The African Academy of Languages (ACALAN) in partnership with the International Institute for Democracy and Electoral Assistance (IDEA) and the Institute for African Renaissance Studies (IARS) of the University of South Africa (UNISA), organized a conference on African Renaissance, Integration and development at the Burger’s Park Hotel, Pretoria, South Africa.
The conference was a contribution of the African Renaissance Campaign launched by the African Union on Africa Day, May 25, 2010. It largely aimed at broadening and deepening the debate on African Renaissance across disciplines, and to give more strength to the African Union’s quest for a rebirth of the African continent especially in the socio-economic and cultural domains.
The conference brought together more than thirty distinguished scholars across different fields, as well as representatives from various governmental and non-governmental organizations. The Honourable Commissioner for Social Affairs of the African Union Commission, H. E. Advocate Bience Philomina Gawanas, officiated the opening ceremony, and led the discussions of the conference to their end. Members of ACALAN’s Assembly of Academicians were also present including the Chairperson, Professor Ayo Bamgbose.
In her opening remarks, the Honourable Commissioner said that it was a great honour and pleasure for her to be in Madiba’s country, a place where the Organization of African Unity was transformed to African Union in July 2002. “It is equally in this country that the term African Renaissance, having the basic concept that African peoples and nations overcome the challenges confronting the continent in the form of a renewal of their culture and society at large, was first use in its formal context in 1994, following the first democratic elections after the end of apartheid. The philosophy, she said, had been popularized thereafter especially by President Thabo Mbeki’s “I am an African” speech in May 1996, which meant that South Africa, had shown us, in an exemplary manner, the way to materialize Pan-Africanism, as part of the shared values on the continent. The Honourable Commissioner said that this symbolized the Campaign for African Cultural Renaissance, launched during the celebrations of Africa Day on May 25, 2010 in Accra, Ghana, which was made to coincide the celebration of the centenary of the birth of a Great Pan-Africanist, and one of the founding fathers of the Organization of African Unity, Osagyefo Dr Kwame Nkrumah. She went on saying that South Africa is one of the right places to honor the founding fathers of the OAU who had made great efforts since its inception in 1963, to promote greater African socio-economic integration. She paid homage to all the veterans, activists, fallen heroes and heroines who struggled for Africa’s emancipation and development.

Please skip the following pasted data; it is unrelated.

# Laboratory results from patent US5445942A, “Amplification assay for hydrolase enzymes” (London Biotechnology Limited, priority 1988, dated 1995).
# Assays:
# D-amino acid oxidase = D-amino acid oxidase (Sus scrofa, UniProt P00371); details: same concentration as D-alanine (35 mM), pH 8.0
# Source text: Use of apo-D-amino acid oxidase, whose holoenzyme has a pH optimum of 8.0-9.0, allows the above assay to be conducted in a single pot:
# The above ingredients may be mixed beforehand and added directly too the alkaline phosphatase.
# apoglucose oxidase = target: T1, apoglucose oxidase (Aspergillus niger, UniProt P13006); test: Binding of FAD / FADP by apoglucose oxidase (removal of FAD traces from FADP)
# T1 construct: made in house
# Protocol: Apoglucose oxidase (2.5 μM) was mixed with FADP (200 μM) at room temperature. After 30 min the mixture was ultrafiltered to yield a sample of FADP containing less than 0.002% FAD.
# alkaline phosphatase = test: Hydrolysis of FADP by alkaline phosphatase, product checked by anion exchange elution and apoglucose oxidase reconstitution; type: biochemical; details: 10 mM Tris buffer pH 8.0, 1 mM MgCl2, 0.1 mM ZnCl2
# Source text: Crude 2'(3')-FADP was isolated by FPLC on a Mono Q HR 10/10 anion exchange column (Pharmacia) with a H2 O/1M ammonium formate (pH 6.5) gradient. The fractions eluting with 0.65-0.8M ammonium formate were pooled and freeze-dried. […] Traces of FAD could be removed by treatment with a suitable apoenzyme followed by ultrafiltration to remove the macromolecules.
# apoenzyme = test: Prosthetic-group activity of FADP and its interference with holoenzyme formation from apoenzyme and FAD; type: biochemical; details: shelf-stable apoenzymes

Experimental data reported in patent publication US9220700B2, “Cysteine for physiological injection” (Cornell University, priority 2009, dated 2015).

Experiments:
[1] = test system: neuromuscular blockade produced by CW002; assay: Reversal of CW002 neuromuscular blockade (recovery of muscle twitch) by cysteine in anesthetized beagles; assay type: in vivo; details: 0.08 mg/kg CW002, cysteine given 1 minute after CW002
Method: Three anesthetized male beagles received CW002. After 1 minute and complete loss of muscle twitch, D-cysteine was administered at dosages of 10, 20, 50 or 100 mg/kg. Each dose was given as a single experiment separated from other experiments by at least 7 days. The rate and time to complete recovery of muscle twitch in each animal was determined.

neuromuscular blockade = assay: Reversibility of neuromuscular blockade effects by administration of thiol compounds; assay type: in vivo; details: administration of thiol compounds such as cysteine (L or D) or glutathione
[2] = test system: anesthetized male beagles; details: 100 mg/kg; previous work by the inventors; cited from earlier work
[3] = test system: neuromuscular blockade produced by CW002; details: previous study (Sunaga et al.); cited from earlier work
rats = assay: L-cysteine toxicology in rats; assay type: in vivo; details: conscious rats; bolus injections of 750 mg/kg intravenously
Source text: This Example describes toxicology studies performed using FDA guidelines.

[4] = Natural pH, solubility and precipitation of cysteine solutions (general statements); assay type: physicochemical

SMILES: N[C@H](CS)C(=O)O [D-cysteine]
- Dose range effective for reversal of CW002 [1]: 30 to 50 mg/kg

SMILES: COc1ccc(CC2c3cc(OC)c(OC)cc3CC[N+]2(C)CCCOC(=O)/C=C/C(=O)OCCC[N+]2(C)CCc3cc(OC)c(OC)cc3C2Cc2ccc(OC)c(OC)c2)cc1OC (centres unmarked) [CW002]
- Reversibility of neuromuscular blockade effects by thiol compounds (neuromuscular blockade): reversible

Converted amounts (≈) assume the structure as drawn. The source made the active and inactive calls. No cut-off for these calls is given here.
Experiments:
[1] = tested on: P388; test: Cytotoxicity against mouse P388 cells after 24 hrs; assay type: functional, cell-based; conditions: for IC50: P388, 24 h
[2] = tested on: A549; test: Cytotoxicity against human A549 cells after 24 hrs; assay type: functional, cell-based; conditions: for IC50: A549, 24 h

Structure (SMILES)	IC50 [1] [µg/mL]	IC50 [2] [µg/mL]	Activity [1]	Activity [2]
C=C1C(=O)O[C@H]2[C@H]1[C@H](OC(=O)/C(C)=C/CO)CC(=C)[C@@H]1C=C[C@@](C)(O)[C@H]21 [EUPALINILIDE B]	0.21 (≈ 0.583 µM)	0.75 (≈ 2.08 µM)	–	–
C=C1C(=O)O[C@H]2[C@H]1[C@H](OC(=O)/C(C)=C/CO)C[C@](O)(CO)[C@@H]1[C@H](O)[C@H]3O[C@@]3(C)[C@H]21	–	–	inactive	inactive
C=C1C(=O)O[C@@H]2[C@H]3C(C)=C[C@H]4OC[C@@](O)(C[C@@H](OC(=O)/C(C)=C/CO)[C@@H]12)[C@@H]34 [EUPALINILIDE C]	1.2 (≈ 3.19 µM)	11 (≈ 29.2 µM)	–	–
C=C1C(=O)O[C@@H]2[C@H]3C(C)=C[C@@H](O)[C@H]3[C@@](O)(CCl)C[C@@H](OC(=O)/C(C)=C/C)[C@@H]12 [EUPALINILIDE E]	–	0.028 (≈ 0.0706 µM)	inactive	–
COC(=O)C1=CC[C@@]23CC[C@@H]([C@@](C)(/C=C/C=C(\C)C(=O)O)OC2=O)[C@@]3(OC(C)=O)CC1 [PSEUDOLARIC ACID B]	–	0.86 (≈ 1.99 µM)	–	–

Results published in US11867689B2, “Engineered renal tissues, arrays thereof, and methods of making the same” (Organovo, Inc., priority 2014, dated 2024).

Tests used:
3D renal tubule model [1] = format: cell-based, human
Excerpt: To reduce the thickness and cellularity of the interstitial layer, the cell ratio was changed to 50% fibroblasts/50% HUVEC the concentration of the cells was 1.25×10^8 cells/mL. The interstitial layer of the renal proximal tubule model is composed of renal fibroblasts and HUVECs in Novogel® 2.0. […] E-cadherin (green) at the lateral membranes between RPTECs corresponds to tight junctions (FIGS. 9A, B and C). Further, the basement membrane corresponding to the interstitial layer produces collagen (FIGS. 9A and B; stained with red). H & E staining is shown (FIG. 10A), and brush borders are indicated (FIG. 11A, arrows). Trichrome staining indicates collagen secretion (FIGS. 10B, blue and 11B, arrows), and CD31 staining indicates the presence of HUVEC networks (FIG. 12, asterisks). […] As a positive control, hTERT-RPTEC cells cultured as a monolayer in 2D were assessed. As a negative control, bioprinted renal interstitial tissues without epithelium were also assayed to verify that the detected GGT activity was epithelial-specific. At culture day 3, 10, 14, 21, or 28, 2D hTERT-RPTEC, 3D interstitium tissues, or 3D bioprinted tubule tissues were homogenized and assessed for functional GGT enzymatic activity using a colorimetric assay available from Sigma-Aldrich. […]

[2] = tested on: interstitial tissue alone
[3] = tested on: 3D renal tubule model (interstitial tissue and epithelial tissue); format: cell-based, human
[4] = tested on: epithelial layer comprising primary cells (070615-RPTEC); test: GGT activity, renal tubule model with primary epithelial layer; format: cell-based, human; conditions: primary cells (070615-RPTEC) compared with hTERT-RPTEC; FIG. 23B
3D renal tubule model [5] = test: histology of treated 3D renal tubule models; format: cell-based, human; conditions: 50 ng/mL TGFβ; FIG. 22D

The Honourable Commissioner thanked the organizers collectively for the noble initiative to broaden the debate on the African Renaissance as a way of finding best practices. She stressed the need for Africa to embarking on concrete actions in the pursuit of the renewal of its cultural identities as part of the shared values on the continent for her effective emancipation, integration and development. For this the Charter for African Cultural Renaissance should be adopted to come to force and attain its global aim of promoting African Renaissance as a factor of African unity and development.